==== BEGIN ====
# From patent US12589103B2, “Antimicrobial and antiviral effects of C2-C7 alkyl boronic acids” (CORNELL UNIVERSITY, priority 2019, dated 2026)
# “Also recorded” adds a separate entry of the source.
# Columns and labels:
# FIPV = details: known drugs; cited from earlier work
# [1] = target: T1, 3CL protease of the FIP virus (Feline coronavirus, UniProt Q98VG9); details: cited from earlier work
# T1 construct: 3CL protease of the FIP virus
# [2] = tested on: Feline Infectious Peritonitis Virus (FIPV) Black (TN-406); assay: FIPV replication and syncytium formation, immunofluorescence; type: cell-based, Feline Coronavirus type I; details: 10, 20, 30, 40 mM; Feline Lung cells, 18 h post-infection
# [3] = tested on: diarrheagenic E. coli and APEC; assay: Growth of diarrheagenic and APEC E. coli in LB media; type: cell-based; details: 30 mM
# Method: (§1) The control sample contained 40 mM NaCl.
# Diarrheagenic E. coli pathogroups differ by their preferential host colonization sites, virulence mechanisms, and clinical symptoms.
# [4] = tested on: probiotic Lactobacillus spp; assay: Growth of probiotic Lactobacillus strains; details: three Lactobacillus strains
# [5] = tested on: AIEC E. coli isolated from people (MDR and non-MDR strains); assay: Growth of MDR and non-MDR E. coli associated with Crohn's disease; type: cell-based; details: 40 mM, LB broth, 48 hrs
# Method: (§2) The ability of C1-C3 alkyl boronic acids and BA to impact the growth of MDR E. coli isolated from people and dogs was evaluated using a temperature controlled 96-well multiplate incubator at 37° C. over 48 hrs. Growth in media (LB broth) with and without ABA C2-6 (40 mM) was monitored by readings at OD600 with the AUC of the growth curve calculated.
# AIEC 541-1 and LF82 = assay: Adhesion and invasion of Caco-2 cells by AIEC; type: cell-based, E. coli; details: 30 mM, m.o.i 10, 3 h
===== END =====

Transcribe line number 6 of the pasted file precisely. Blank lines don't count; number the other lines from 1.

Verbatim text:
# T1 construct: 3CL protease of the FIP virus